(CNN) -- Egypt's embattled President Hosni Mubarak addressed the nation for a second time Tuesday, declaring his intention not to seek re-election in September amid mass protests calling for his immediate resignation.
"It is not in my nature to give up responsibility. My first responsibility now is to restore the security and stability of the homeland," Mubarak said.
However the world's media has reported that his decision is not enough for most demonstrators, who fear that his legacy will continue through his potential successor -- former intelligence chief, Omar Suleiman.
Mubarak is on his way out, but the regime is still very much in power, says Britain's Guardian newspaper. Egypt's survival plan, it says, centers on Suleiman, also a close confident of Mubarak, who was recently been appointed vice-president.
"Right now Suleiman is the most powerful man in Egypt, backed by the military (from which he hails), the security apparatus, and a frightened ruling elite hoping to salvage something from the wreckage," the newspaper wrote.
Meanwhile Robert Fiske, writing in fellow British title, The Independent, voiced the fears of many Egyptians that if Mubarak's chosen successor Suleiman does come to power it could end in a repeat of past mistakes.
"But everyone in Egypt knows that his administration will be another military junta which Egyptians will again be invited to trust to ensure the free and fair elections which Mubarak never gave them," Fiske wrote.
Germany's Spiegel Online calls Mubarak's decision an "act of deception" with the majority of demonstrators vowing to continue their protests in Tahrir Square, demanding that the leader step down immediately .
"Go away, go away," Spiegel quoted one man as saying, while others shouted: "This is not enough."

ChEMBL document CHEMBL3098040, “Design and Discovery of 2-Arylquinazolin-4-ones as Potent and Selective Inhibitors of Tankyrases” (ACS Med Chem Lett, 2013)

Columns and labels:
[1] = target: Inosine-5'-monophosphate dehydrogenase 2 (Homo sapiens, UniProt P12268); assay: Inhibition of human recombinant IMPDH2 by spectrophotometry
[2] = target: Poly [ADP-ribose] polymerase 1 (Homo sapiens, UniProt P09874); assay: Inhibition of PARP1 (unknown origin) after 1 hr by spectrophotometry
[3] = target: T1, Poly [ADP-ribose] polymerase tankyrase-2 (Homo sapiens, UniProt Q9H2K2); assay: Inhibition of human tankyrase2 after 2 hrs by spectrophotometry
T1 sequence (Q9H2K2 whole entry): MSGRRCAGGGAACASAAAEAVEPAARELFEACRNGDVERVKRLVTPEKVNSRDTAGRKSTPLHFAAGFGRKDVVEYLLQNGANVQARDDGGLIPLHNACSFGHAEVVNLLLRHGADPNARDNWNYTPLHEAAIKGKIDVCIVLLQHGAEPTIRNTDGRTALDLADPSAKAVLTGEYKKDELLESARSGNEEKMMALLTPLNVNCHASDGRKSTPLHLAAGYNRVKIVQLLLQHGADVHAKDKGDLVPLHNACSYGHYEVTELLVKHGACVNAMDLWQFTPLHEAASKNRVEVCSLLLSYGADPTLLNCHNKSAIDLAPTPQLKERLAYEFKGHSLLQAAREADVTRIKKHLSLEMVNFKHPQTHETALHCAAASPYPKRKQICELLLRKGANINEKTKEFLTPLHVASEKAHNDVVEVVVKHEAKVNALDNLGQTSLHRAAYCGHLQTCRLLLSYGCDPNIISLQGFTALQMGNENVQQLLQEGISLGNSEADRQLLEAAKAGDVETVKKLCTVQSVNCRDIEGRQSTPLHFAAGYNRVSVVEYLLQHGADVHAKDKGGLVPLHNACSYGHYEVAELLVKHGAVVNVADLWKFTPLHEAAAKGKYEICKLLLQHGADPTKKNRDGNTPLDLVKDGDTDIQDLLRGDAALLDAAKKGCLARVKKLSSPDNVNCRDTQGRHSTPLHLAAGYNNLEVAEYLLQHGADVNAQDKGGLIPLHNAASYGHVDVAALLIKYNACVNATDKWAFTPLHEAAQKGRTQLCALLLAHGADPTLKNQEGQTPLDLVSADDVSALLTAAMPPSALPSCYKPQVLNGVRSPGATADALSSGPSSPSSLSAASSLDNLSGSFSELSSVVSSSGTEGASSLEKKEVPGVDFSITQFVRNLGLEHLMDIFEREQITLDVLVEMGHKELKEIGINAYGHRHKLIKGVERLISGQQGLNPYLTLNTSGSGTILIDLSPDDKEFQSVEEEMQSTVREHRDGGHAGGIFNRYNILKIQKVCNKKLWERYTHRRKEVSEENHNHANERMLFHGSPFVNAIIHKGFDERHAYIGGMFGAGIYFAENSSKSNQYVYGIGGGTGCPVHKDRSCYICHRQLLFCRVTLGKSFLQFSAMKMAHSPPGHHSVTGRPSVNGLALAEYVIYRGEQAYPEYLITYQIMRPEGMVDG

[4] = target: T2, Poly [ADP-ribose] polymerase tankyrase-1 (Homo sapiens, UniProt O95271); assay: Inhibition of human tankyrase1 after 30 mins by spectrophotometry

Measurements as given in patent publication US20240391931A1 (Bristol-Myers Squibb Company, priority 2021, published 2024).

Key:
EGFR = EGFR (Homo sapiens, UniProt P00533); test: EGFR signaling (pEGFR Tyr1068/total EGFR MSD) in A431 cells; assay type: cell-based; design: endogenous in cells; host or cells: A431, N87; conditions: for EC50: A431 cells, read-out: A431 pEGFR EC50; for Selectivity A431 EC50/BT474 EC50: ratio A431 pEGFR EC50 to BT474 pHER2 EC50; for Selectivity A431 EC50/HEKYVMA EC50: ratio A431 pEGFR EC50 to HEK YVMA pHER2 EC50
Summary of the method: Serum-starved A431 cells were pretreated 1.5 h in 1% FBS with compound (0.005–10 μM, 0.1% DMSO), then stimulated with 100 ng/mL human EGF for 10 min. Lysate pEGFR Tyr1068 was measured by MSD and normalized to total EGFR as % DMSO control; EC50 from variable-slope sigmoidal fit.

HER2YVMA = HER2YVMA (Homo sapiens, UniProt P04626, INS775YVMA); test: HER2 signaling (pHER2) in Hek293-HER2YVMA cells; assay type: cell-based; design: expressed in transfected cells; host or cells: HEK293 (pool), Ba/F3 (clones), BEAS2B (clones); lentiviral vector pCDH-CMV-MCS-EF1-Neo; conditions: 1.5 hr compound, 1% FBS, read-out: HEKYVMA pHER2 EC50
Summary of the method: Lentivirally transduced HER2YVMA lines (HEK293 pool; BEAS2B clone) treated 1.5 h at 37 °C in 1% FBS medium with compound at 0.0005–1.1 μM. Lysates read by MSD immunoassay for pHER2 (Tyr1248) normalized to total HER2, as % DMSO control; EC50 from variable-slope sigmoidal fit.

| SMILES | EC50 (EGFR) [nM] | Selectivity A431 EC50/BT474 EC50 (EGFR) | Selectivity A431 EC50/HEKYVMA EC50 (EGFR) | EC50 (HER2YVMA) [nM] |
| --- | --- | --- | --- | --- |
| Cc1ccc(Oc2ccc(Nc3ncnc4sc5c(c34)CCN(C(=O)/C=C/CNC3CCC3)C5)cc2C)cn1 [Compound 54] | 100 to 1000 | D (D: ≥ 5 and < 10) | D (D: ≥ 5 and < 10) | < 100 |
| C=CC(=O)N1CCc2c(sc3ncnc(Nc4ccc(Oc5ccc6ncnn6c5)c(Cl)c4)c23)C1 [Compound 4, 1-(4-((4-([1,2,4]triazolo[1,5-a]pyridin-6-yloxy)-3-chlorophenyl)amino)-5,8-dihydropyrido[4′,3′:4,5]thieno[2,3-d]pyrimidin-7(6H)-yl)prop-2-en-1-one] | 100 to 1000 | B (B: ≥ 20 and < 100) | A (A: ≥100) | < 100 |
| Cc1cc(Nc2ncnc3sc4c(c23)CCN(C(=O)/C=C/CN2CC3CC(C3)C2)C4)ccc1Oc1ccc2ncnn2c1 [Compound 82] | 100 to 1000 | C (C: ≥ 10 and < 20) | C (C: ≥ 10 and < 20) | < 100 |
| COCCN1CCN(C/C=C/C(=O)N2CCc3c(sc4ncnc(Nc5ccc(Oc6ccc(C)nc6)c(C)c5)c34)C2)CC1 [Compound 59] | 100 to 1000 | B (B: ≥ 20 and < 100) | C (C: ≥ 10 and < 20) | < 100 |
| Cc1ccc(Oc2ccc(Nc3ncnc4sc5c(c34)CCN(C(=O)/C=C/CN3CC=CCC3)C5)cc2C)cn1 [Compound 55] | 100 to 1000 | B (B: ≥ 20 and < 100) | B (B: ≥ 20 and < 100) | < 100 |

An editorial in The New York Times meanwhile, suggested that Mubarak was best advised to step aside sooner.
"It is up to the Egyptian people to decide. But as a proud nationalist, Mr. Mubarak can best contribute to Egypt's stability and future by stepping aside and letting an interim government take over until truly free elections can be held," the newspaper said.
France's Le Monde also warns Mubarak's announcement is unlikely to placate the tens of thousands of protesters that have again gathered in Egypt's capital.
It reports Turkish Prime Minister Recep Tayyip Erdogan's comments that the only way Mubarak can answer his people's demands is to leave immediately. But the newspaper also notes the presence of pro-Mubarak demonstrators in Tahrir Square -- a group of about 500 people, carrying banners proclaiming their support for the embattled leader: "President of peace and stability."
The online edition of Israel's Haaretz newspaper reported that one million Egyptians gathered in Tahrir Square at just one day's notice and without the aid of social networking sites or text messages.
"Egyptians created scenes that have never been seen before in any Arab state," the newspaper said.